GAIL DIXON is a journalist and editor with many years' experience. She has worked as a commissioning editor for BBC Focus and is a regular contributor to Who Do You Think You Are? magazine. She is co-author, with Paul Parsons, of The Periodic Table, which became a number 1 Amazon bestseller.

Gareth Southwell

Gareth Southwell is a freelance philosopher, author and illustrator, and the curator of philosophyonline.co.uk. He is the author of an ongoing series of introductory philosophy books, including A Beginner's Guide to Descartes' Meditations and A Beginner's Guide to Nietzsche's Beyond Good and Evil. He lives in Swansea with his wife and children.

Hayley Birch

Hayley Birch is a freelance science writer and editor based in Bristol. She has written for Nature, New Scientist, the Observer, the Telegraph and BBC Focus, and in the past five years has written over 100 articles for the Royal Society of Chemistry's magazine, on everything from recycling tea leaves to synthetic cells. She has also written and recorded several podcasts for the 'Chemistry in its Element' series, and co-authored The Big Questions in Science (Carlton, 2013). In addition to her freelance work, Hayley regularly writes news and in-depth reports for the Science for Environment Policy News service published by the European Commission.

JV Chamary

Dr J.V. Chamary is a biologist and award-winning science journalist. He studied biology at Imperial College London and has a PhD in evolutionary genetics from the University of Bath. Keen to tell engaging stories about science, he switched from academia to journalism and spent five years at Focus, the BBC's popular science magazine, where he wrote articles on everything from gay genes and internet memes to the science of death and the origin of life.

Mark Henderson

Mark Henderson is Science Editor of The Times. He takes a particular interest in genetics and reproductive medicine, including IVF, PGD and Stem Cell Research. He lives in London.

Neil Philip

Neil Philip is a writer, folklorist and poet. Among his many books are The Penguin Book of English Folktales, Mythology (with Philip Wilkinson), Myths and Legends, The Illustrated Book of Fairy Tales, the Illustrated Book of Myths, The Tale of Sir Gawain, and The Adventures of Odysseus. Neil has contributed to numerous journals and has written for stage, screen, and radio. His work has won many awards and honours, including the Aesop Award of the American Folklore Society.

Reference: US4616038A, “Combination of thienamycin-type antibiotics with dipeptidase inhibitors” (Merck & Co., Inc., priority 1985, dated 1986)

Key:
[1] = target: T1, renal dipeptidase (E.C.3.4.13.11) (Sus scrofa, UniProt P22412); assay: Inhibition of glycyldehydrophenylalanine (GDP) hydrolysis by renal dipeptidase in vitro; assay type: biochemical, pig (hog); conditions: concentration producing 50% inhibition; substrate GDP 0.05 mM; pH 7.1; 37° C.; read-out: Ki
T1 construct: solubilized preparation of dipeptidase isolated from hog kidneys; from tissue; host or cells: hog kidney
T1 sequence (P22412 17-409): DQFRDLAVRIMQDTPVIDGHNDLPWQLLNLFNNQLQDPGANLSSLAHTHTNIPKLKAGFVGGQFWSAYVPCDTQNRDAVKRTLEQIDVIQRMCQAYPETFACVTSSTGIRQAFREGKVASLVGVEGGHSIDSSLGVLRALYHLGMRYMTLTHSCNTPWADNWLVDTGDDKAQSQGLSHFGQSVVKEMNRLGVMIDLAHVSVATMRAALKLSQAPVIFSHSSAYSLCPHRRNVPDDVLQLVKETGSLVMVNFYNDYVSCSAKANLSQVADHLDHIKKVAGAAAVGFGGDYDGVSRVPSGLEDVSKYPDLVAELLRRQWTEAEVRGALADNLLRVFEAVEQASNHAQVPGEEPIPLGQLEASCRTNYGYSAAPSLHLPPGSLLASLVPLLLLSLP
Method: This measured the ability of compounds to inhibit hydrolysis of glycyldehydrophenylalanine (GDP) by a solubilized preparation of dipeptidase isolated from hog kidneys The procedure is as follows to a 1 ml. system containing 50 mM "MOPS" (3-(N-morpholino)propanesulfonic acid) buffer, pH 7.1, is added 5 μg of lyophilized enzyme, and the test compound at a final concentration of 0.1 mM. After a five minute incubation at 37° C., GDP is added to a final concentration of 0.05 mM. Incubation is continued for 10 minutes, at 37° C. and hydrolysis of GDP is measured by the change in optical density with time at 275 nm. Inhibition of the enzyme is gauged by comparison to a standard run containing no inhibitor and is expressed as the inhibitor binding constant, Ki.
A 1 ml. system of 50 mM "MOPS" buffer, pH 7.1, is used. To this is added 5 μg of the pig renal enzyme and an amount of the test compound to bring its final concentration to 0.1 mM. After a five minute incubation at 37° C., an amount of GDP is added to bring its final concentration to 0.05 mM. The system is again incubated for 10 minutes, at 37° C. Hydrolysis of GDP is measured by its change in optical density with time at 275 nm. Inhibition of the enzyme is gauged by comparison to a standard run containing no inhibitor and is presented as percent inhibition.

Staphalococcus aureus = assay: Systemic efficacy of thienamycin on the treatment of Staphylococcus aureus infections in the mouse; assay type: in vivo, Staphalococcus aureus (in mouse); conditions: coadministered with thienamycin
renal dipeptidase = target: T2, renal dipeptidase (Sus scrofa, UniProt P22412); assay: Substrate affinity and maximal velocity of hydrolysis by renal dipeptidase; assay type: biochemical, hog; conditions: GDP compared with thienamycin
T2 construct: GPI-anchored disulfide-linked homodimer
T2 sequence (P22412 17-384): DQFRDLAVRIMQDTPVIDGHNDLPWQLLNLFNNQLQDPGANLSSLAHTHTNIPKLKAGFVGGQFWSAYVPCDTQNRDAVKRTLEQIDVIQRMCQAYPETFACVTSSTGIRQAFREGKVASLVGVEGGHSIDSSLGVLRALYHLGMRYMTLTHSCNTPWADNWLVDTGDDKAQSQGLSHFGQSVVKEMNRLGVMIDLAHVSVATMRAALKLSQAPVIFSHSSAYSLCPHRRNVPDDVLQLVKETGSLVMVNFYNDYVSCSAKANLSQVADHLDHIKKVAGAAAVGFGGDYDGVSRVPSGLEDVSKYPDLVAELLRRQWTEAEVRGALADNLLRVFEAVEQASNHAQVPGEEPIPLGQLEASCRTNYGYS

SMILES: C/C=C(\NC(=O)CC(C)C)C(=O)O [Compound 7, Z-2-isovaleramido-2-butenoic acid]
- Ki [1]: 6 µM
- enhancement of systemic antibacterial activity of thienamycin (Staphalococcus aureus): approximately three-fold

Nicholas Humphrey

Nicholas Humphrey is School Professor at the London School of Economics and Professor of Psychology at the New School for Social Research is a theoretical psychologist, internationally known for his work on the evolution of human intelligence and consciousness. He the only scientist ever to edit the literary journal Granta. His books include Consciousness Regained, The Inner Eye, A History of the Mind, Leaps of Faith, The Mind Made Flesh, and Seeing Red: A Study in Consciousness.

Nigel Cawthorne

Nigel Cawthorne is the author of a number of successful popular history books. His writing has appeared in over 150 newspapers, magazines and partworks - from the Sun to the Financial Times, and from Flatbush Life to The New York Tribune. He lives in London.

Paul Parsons

Dr Paul Parsons is a regular contributor to Nature, New Scientist and the Daily Telegraph. He frequently appears on BBC radio and his television credits include Richard & Judy and BBC Breakfast. He was formerly editor of the BBC's award-winning science and technology magazine Focus. The Science of Doctor Who (Icon Books), was longlisted for the Royal Society Prize for Science Books. His latest book is Science 1001 published by Quercus.

Rita Carter

Rita Carter is a renowned science writer who has twice been awarded the Medical Journalists' Association prize for outstanding contributions to medical journalism. She is the author of Mapping the Mind and The People You Are and has been shortlisted for the Rhone-Poulenc Prize for Science Books. She is a frequent speaker on the topics of consciousness and behaviour at seminars and conferences worldwide.

Roy Jacobsen

Roy Jacobsen has twice been nominated for the Nordic Council's Literary Award: for Seierherrene in 1991, and Frost in 2003, and in 2009 he was shortlisted for the Dublin Impac Award for his novel The Burnt-Out Town of Miracles.